Readability is further enhanced by two almost contradictory practices of the historian.  First, one should attempt to immerse one’s self in the subject as if actually living in the period studied. Reading widely to accumulate knowledge of everyday life, eating, travel, view of the world help the historian not only to enrich his study with pertinent detail but also to evaluate sources of information using the information as a filter.  At the same time, the historian must be able to treat his subject with detachment, seeing its blemishes as well as its good side.  It seems to be the natural tendency of most researchers to fall in love (or sometimes to hate) one’s subject resulting in a distorted picture.  Realizing this pitfall, one should strive to achieve a balance and even-handed judgement.


In order to improve one’s writing ability one should analyze samples of recognized good historical prose, such as is usually found in “American Heritage” magazine.  By paying attention to good writing both consciously and unconsciously one can improve one’s own style.  My doctoral advisor introduced me to the unconscious method when I began writing my long opus after I submitted the first chapter which was stylistically a bit rough. He gave me a volume of essays by Samuel Eliot Morrison, whom he considered to be the best writer of American English, and urged me to read aloud 15 minutes each day.  Skeptically, I followed his advice and was surprised to see how my style changed for the better in a short period of time.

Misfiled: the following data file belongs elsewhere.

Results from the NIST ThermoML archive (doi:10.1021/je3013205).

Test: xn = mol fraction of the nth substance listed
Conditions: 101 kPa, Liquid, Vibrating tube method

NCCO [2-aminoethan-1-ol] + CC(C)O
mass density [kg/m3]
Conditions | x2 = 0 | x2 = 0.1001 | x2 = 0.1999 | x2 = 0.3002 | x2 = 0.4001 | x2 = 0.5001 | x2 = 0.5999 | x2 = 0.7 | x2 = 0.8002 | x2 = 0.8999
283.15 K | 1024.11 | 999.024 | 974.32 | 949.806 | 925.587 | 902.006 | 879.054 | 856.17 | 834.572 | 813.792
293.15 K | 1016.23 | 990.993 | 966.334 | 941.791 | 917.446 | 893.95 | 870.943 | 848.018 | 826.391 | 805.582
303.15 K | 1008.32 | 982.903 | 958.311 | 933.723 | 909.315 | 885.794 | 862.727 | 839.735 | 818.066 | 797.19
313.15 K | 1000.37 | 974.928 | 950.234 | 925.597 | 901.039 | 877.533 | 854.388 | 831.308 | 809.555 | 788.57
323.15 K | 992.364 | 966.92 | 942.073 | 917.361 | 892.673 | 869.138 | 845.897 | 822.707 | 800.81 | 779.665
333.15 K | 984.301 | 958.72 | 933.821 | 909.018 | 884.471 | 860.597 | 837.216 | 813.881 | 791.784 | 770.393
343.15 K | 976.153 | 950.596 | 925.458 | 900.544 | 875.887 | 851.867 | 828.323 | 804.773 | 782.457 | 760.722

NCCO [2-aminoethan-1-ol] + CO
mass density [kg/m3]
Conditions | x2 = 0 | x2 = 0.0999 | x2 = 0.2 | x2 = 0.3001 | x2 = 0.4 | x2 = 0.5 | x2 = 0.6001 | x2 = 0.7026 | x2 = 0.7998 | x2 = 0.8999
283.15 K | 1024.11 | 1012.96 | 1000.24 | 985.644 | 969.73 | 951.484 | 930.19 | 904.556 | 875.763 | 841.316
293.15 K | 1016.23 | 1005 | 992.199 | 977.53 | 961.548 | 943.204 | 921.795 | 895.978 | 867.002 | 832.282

As in most human endeavors, when the mystery is removed and one has some inkling of how something is done, much can be accomplished.  So it is hoped with this short essay on historical methodology that interest will be stimulated in a common effort to enrich our experience in Masonry through historical research.





[1] An excellent one-volume guide to historical research is Jacques

Barzun and Henry F. Graff, “The Modern Researcher”, 4th ed. New York:  Harcourt Brace Jovanovich, 1985.

[2] For example, Paul Siabertz, “Freimaurer im Kampf um die Macht”,

(Hamburg: Hanseatische Verlagsanstalt, 1938), and Felix Franz Egon Lutzeler, “Hinter den Kulissen der Weltgeschichte”, 2 vols, 2d ed. (Leipzig:  Helingische Verlagsanstalt, 1937).

[3] Mozart, “Complete Masonic Music” (Turnabout TV 34213-14);

“Neues Gesangbuch fur die grobe National-Mutterloge zu den drei Weltkugeln in Berlin und deren Tochterlogen” (Berlin: Jonas Brothers, 1834).

[4] William Adrian Brown, curator of the George Washington Masonic

National Memorial was kind enough to provide a list of what he considers to be basic reading in Masonry which is contained in Appendix 1.

[5] (Princeton:  Princeton University Press, 1984).

[6] Fifth edition (London:  Frederick Muller, 1969).

[7] Joseph S. Gordon, Reinhold and Georg Forster in England, 1766-

1780 (dissertation Duke University, 1975).

[8] Fourth edition (Chicago:  University of Chicago Press, 1973).

[9] (New York:  Harper Torchbooks, 1970).

[10] Robin W. Winks, ed., “The Historian as Detective: Essays on

Evidence” (New York: Harper Torchbooks, 1968).







Appendix 1


(Provided By William Adrian Brown)


History of Ancient Egypt, Rawlinson

Egypt’s Place in History, Bunsen

Ancient Egyptians, Wilkinson

Records of the past, Birch

Egypt from the Earliest Times, Birch

Secret Societies of all ages and Countries, Heckerthorn

The Ehsenes, Ginsbury

The Ghostics, King

The Mysteries of Freemasonry, Fellows

Alphabets of the seven Planets, Von Hammer

History of Architecture, Fergussen

On Architecture, Hope

History of Art, Lubke

Archaeologa (A Compilation), Zion

Acta Latomorum, Thory

Historie des ancennes Corporations, Onin Lacroix

The Romans in Britain, C. Coote